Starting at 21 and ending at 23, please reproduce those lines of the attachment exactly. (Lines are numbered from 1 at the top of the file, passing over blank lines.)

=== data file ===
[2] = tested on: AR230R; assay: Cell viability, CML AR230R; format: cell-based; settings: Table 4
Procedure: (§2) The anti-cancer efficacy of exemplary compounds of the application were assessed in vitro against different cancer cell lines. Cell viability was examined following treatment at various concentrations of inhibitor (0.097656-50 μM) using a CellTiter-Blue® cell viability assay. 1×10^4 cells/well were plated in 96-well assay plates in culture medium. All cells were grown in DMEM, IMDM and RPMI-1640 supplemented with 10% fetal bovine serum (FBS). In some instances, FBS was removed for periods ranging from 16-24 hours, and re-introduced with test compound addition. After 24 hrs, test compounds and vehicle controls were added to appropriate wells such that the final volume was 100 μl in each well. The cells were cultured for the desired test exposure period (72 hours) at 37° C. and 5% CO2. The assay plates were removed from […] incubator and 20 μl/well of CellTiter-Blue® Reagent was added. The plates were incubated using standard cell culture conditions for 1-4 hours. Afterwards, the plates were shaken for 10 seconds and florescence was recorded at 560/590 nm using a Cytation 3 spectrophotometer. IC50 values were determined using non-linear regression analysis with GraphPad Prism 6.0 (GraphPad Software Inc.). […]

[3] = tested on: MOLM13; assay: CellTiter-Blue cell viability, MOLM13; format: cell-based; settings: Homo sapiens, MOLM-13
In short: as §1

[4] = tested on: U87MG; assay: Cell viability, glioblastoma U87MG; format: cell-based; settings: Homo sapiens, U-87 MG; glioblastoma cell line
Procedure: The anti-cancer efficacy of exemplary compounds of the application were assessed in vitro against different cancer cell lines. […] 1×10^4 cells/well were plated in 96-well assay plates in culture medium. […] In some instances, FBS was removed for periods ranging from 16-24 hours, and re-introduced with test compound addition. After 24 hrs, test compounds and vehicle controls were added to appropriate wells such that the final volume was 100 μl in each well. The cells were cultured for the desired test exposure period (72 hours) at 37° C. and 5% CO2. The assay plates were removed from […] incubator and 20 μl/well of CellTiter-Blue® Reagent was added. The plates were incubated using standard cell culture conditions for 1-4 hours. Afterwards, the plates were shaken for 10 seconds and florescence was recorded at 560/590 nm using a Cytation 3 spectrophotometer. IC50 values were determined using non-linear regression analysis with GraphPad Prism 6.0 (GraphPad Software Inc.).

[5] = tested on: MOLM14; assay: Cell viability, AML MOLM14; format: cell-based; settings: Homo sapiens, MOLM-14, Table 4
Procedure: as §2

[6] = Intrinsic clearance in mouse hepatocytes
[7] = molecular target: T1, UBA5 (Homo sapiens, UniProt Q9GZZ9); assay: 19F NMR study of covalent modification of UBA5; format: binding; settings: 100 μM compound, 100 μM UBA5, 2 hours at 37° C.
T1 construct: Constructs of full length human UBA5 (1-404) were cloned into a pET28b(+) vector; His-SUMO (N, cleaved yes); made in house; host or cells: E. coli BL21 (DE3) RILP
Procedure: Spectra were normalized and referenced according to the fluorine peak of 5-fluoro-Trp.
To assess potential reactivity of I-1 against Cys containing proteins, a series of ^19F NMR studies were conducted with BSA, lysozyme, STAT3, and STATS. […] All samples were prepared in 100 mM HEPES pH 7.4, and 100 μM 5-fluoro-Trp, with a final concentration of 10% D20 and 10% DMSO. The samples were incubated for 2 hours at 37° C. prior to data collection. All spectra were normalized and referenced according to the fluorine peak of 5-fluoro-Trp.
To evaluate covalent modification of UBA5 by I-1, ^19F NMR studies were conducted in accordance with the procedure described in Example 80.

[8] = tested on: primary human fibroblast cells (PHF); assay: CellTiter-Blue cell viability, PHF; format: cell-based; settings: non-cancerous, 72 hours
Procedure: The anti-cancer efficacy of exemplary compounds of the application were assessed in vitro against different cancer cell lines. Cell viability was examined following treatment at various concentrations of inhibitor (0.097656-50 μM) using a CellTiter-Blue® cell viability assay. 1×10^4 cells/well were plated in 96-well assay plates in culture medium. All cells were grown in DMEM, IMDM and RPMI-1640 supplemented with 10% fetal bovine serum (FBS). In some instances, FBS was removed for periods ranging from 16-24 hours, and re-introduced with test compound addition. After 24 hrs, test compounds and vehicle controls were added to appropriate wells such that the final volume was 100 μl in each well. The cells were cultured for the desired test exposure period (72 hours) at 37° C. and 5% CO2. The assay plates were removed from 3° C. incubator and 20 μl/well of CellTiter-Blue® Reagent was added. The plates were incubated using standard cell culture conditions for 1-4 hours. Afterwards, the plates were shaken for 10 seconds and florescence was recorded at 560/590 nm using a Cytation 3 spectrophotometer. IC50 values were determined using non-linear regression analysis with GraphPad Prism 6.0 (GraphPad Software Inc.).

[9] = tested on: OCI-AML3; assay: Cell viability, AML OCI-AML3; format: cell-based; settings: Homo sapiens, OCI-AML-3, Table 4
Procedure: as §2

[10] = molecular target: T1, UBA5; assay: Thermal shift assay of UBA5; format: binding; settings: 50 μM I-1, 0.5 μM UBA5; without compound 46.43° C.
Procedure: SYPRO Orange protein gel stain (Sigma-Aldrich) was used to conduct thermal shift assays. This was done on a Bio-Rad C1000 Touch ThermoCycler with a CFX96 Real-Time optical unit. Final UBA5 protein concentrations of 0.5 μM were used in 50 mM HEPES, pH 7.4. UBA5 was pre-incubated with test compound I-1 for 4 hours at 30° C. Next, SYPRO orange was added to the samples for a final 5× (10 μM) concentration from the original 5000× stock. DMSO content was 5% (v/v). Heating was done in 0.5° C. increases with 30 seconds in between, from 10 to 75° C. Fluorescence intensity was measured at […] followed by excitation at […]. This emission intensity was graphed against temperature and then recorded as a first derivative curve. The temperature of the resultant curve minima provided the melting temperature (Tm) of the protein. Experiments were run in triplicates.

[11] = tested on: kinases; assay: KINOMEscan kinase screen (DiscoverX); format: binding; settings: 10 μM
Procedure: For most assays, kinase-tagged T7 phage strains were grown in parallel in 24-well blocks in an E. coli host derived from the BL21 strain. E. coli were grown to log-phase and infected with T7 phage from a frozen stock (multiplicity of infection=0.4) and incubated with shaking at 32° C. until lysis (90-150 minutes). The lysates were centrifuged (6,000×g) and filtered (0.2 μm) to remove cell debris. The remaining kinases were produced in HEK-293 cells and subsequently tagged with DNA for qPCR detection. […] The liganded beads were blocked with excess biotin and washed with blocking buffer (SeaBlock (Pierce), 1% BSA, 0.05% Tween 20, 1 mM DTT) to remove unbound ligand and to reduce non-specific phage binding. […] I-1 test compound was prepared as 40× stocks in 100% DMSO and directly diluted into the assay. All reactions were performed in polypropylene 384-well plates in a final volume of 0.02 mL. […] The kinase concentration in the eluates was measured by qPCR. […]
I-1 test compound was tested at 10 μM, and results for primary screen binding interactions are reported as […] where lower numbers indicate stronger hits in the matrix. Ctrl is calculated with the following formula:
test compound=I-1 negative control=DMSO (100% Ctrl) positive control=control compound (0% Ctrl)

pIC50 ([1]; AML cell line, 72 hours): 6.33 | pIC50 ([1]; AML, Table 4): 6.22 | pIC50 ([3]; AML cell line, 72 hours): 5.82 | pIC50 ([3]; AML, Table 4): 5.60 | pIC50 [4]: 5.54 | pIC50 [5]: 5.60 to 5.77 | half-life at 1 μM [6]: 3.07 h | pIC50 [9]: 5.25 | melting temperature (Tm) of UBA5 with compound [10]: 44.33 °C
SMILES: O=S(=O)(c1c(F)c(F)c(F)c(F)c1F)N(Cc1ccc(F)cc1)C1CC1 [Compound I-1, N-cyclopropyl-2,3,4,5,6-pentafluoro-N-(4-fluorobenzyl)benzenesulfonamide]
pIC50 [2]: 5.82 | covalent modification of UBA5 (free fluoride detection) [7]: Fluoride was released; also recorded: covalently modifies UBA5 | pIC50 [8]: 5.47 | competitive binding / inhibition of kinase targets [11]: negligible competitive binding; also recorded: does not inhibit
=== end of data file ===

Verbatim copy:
[11] = tested on: kinases; assay: KINOMEscan kinase screen (DiscoverX); format: binding; settings: 10 μM
Procedure: For most assays, kinase-tagged T7 phage strains were grown in parallel in 24-well blocks in an E. coli host derived from the BL21 strain. E. coli were grown to log-phase and infected with T7 phage from a frozen stock (multiplicity of infection=0.4) and incubated with shaking at 32° C. until lysis (90-150 minutes). The lysates were centrifuged (6,000×g) and filtered (0.2 μm) to remove cell debris. The remaining kinases were produced in HEK-293 cells and subsequently tagged with DNA for qPCR detection. […] The liganded beads were blocked with excess biotin and washed with blocking buffer (SeaBlock (Pierce), 1% BSA, 0.05% Tween 20, 1 mM DTT) to remove unbound ligand and to reduce non-specific phage binding. […] I-1 test compound was prepared as 40× stocks in 100% DMSO and directly diluted into the assay. All reactions were performed in polypropylene 384-well plates in a final volume of 0.02 mL. […] The kinase concentration in the eluates was measured by qPCR. […]
I-1 test compound was tested at 10 μM, and results for primary screen binding interactions are reported as […] where lower numbers indicate stronger hits in the matrix. Ctrl is calculated with the following formula: